Farming and rural life discussion forum. Cooking, hunting, gardening, fishing, critters, etc.
Wed Sep 21, 2011 11:04 pm
I am wondering if a turning plow would benefit my renewed farming venture. I want to persue row crops and have not done so for many years. My father always had me disc up an area to plant, we never owned a turning plow. I think maybe now it was related to his stories of having to pull one behind a mule as a boy, and he never wanted to see one again
Our soil type is sandy loam and mostly retired cattle pasture,no rocks, but the occasional root. I am seeing many for sale near me ,but soil tpe varies here.
I would love to ask Dad about it but he passed last Nov. so I thought what better place to ask
Thu Sep 22, 2011 3:52 am
I always plant a cover crop Turnips, kale, Beets, Water Cress.And I like to turn them under with the plow in the spring.
Thu Sep 22, 2011 5:11 am
You're correct about soil type. A sandy loam might benefit from the plow by bringing up nutrients that would be beneficial to the crops. If the usable soil were only a few inches deep plowing deep could bring up things like clay and rock not beneficial to the crop. Another consideration is if you are trying to build the soil then plowing under a cover crop would make sense. In either case you stand the chance of bringing up dormant weed seed and overwintering bugs. No two fields are the same and I would talk to your County Extension Agent about what is best for you. The old saying "plow in the fall and disc in the spring' is still a good one in some cases.
Thu Sep 22, 2011 6:26 am
In my opinion you really need both. I plow in the the late winter and disc before planting. I like to "turn under" those weed seeds. Just my 2 cents worth.
Thu Sep 22, 2011 7:02 am
I agree with Tezelle. People that have been using no till and minimum till have been learning that the ground needs to be plowed deep occasionally. Otherwise it forms a hard layer at the bottom of the disking level, that does not allow water to soak down and makes it harder for roots to grow deep. I have a problem that I only have a few inches of sol on top of clay and gravel, and each time I plow deep it brings up some clay and mixes it with the soil. Short term means that spot is not quite as good as before, but long term I am getting better soil overall due to mixing the clay with better soil and with the manure I haul in regularly.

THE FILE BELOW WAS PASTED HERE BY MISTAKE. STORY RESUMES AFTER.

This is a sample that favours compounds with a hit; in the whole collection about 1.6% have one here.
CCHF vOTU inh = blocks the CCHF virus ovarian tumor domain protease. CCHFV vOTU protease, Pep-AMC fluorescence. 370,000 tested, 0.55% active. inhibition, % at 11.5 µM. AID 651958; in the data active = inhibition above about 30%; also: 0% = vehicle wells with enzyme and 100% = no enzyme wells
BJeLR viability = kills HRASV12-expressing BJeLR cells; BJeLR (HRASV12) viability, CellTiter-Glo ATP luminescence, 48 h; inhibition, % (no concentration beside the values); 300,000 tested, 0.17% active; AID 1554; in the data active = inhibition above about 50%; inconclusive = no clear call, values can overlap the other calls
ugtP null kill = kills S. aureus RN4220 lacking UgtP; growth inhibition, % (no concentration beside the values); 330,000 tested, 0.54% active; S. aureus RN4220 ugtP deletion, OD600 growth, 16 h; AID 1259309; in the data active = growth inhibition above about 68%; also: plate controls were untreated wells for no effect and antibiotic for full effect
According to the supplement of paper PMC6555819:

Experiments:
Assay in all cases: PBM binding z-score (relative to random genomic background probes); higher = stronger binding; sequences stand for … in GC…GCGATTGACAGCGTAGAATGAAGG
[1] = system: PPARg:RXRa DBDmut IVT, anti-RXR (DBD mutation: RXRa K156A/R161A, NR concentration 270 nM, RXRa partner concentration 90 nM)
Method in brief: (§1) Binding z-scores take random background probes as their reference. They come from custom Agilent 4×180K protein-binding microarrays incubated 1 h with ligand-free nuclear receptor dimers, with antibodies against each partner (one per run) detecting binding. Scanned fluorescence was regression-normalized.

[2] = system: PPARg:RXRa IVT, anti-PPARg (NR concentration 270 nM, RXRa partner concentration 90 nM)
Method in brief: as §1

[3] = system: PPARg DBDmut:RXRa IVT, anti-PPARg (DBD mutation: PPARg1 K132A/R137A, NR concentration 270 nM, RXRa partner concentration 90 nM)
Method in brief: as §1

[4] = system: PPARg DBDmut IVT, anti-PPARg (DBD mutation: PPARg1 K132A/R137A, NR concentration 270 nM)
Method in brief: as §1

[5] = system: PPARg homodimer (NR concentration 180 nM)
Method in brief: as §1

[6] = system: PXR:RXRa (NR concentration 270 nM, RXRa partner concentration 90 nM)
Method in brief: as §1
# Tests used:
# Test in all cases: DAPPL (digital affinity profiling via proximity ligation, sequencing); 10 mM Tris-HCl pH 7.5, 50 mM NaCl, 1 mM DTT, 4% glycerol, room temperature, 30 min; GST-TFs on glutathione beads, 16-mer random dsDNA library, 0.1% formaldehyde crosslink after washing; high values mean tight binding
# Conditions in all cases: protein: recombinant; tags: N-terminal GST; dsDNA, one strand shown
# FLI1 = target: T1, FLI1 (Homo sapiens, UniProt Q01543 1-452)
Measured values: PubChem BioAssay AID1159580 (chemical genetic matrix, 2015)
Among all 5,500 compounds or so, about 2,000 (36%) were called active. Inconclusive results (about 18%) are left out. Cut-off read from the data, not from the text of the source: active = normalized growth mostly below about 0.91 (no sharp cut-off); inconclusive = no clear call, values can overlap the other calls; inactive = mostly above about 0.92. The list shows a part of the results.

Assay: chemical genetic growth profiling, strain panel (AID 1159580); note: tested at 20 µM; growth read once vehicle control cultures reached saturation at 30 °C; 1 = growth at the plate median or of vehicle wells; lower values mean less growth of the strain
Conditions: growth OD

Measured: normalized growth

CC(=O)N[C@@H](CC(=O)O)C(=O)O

Thu Sep 22, 2011 9:32 am
John, I too have crappy clay soil that I have been ammending with compost. It is getting better and better, but I have learned another trick that is really paying off. I am using okra to help fix my soil. Okra roots can go down 5 feet (i have heard deeper) into the ground both bringing up nutients to the surface and loosening the ground as they decay. There are a few other veggies that do the same thing, but I love okra.
Thu Sep 22, 2011 10:47 pm
Alfalfa and sweet clover also have deep tap roots.---In our deep black gumbo here we have to deep rip and plow deep in the fall!---in the spring the big tiller makes the finest seedbed that you ever saw!---NOT all areas would be able to do this because of shallow soil depth, but works for us! thanks; sonny
Thu Sep 22, 2011 11:35 pm
Thank you all so much for all of your opinions. We are going to put in cover crops so, I suppose I will have to add a plow to my implement shed.
Thanks again. Bill
Fri Sep 23, 2011 5:04 pm
This year I used the ripper instead of the layoff plow to make rows, and plowed the row middles about 16-18 inches deep to help the roots to find water. Seemed to help. Saw a program called "Corn College" on RFD-TV, and they talked about keeping the planter path sacred, and ripping it deep.
Wed Oct 26, 2011 12:49 pm
LonghornRancher wrote:....... Okra roots can go down 5 feet (i have heard deeper) into the ground both bringing up nutients to the surface and loosening the ground as they decay. There are a few other veggies that do the same thing, but I love okra.
I did not realize okra roots went that deep, but then that is just another reason to grow something I really like anyway.
Wed Oct 26, 2011 3:04 pm
I use a moldboard plow in the fall and a disc in the spring. Seems to work just fine for me, even in this rocky soil.
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